Princeton chemistry professor Paul Chirik makes iron function like platinum in chemical reactions. Read about Paul Chirik, Princeton's Edwards S. Sanford Professor of Chemistry, in the New York Times.
Crucial next steps on the roadmap to developing fusion energy will be the focus of more than 70 top fusion scientists and engineers from around the world who will gather at the University of California-Los Angeles (UCLA) this month.
Catalyst could have uses in drug discovery and development.
Can science be crowdfunded? Yes, according to Ethan Perlstein, a fellow at Princeton University's Lewis-Sigler Institute for Integrative Genomics, and colleague David Sulzer at Columbia University. View their outline of a proposal to crowdfund a project to discover how amphetamines such as crystal meth work, or read a description in a Scientific American blog on Oct. 5, 2012. Perlstein's research focuses on cell biology, personalized medicine and quantitative evolutionary theory &ndas
A center based at the U.S. Department of Energy's (DOE) Princeton Plasma Physics Laboratory (PPPL) has won a highly competitive $12.25 million grant to develop computer codes to simulate a key component of the plasma that fuels fusion energy.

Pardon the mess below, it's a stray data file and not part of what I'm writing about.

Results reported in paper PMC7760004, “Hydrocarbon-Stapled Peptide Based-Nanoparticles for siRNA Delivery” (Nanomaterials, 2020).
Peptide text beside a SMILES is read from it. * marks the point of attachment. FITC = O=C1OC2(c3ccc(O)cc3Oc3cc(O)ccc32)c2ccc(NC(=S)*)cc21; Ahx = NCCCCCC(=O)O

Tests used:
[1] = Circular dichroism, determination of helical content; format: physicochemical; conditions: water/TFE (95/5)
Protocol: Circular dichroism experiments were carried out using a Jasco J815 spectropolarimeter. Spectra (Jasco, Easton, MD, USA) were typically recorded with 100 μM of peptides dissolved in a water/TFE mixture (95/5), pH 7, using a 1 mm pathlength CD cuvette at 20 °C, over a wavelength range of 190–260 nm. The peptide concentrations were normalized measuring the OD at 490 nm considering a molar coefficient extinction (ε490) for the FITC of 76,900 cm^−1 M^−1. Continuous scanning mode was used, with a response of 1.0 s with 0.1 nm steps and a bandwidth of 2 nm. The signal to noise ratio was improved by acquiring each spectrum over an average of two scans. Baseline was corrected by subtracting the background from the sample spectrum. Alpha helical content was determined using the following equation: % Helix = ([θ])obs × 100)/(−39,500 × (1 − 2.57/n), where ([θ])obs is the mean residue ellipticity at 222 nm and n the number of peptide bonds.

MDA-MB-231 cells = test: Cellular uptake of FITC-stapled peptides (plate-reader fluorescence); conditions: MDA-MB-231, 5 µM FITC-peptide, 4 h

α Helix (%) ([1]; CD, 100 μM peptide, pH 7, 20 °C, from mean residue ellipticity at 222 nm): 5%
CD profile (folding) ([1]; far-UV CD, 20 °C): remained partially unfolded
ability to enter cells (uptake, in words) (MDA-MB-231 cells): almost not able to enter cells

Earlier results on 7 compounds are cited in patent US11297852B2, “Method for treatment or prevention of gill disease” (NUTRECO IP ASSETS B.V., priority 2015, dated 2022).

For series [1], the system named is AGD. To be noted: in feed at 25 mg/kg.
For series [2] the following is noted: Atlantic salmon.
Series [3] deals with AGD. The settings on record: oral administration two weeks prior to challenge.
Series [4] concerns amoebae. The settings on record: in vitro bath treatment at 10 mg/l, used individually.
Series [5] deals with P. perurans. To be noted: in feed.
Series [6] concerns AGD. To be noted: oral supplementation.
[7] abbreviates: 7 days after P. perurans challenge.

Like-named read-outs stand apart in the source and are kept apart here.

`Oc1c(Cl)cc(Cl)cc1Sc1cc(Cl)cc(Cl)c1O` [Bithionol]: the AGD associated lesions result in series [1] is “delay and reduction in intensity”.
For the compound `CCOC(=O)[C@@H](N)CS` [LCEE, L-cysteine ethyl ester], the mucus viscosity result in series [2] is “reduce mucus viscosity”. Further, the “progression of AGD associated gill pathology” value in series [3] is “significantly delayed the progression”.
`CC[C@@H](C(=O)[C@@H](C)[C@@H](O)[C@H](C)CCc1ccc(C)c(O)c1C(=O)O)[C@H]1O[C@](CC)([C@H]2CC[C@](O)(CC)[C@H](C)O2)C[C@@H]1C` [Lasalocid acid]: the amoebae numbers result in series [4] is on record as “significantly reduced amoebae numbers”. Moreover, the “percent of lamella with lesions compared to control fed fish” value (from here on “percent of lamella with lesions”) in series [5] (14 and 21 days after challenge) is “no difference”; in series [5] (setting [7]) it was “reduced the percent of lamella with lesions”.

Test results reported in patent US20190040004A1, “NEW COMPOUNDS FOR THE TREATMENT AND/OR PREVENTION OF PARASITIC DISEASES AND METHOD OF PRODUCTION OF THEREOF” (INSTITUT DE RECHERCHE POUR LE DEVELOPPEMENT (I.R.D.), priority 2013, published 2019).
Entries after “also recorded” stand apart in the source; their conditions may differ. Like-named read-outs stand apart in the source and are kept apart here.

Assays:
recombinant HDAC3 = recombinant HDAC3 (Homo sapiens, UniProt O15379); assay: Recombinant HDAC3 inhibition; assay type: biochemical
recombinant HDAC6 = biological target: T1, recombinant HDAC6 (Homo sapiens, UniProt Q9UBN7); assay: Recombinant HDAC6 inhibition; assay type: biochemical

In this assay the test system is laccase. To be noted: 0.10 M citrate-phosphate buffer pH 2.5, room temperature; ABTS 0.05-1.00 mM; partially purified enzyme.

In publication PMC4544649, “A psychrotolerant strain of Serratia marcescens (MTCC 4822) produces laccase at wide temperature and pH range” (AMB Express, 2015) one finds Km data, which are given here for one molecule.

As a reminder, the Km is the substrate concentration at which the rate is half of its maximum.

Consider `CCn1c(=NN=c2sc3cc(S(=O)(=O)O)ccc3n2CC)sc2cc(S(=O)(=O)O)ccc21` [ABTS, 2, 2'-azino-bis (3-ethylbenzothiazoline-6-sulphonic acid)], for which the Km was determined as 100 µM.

Topics related to water are explored in the most recent issue of EQuad News, the magazine of the School of Engineering and Applied Science. Topics include: A trip to Nevada's Lake Mead provides a stark reminder of dramatically changing drought patterns. Global changes mean a complex future for tropical storms. Trends in "virtual water" trade. Dams on Mekong River could spell disaster for fisheries. Cutting through the clouds to re
As countries such as China stretch their water supplies, they turn to countries with more abundant water supplies for food.
Discover Magazine spoke with Tullis Onstott, professor of geosciences at Princeton University, for the magazine's July-August 2012 edition. Onstott describes his trip to a South African mine and tells how what we learn about these environments could assist our understanding of the planet Mars. Read the article in Discover.
Planet-hunter Bakos talks about using a network of small telescopes to search outside our solar system.
Four student teams presented their enterprise concepts to venture capitalists, entrepreneurs and business people from the Princeton area and beyond.